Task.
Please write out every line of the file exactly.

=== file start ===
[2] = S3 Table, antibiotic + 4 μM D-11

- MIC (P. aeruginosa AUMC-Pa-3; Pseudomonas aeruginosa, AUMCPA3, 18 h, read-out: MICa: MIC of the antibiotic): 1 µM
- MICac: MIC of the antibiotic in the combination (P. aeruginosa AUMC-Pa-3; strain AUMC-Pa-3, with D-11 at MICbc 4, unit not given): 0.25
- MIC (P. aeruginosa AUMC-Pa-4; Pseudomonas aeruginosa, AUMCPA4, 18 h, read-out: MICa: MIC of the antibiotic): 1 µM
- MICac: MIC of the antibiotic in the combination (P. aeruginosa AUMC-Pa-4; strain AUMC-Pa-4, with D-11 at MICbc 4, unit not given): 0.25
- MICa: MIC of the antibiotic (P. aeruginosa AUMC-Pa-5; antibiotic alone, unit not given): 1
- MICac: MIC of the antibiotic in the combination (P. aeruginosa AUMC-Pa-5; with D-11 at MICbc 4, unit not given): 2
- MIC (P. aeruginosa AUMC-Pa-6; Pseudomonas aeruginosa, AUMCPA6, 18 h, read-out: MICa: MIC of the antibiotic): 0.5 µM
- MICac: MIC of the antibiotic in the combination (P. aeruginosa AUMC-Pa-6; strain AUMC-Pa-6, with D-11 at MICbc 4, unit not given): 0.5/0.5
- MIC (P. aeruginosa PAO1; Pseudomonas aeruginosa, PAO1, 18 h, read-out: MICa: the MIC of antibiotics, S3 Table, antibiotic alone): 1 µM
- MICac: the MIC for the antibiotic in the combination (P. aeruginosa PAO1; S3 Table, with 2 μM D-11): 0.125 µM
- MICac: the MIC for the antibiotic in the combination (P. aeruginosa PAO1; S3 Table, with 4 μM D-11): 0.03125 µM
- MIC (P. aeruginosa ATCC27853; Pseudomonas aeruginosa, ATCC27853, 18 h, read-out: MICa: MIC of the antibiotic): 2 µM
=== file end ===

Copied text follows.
[2] = S3 Table, antibiotic + 4 μM D-11

- MIC (P. aeruginosa AUMC-Pa-3; Pseudomonas aeruginosa, AUMCPA3, 18 h, read-out: MICa: MIC of the antibiotic): 1 µM
- MICac: MIC of the antibiotic in the combination (P. aeruginosa AUMC-Pa-3; strain AUMC-Pa-3, with D-11 at MICbc 4, unit not given): 0.25
- MIC (P. aeruginosa AUMC-Pa-4; Pseudomonas aeruginosa, AUMCPA4, 18 h, read-out: MICa: MIC of the antibiotic): 1 µM
- MICac: MIC of the antibiotic in the combination (P. aeruginosa AUMC-Pa-4; strain AUMC-Pa-4, with D-11 at MICbc 4, unit not given): 0.25
- MICa: MIC of the antibiotic (P. aeruginosa AUMC-Pa-5; antibiotic alone, unit not given): 1
- MICac: MIC of the antibiotic in the combination (P. aeruginosa AUMC-Pa-5; with D-11 at MICbc 4, unit not given): 2
- MIC (P. aeruginosa AUMC-Pa-6; Pseudomonas aeruginosa, AUMCPA6, 18 h, read-out: MICa: MIC of the antibiotic): 0.5 µM
- MICac: MIC of the antibiotic in the combination (P. aeruginosa AUMC-Pa-6; strain AUMC-Pa-6, with D-11 at MICbc 4, unit not given): 0.5/0.5
- MIC (P. aeruginosa PAO1; Pseudomonas aeruginosa, PAO1, 18 h, read-out: MICa: the MIC of antibiotics, S3 Table, antibiotic alone): 1 µM
- MICac: the MIC for the antibiotic in the combination (P. aeruginosa PAO1; S3 Table, with 2 μM D-11): 0.125 µM
- MICac: the MIC for the antibiotic in the combination (P. aeruginosa PAO1; S3 Table, with 4 μM D-11): 0.03125 µM
- MIC (P. aeruginosa ATCC27853; Pseudomonas aeruginosa, ATCC27853, 18 h, read-out: MICa: MIC of the antibiotic): 2 µM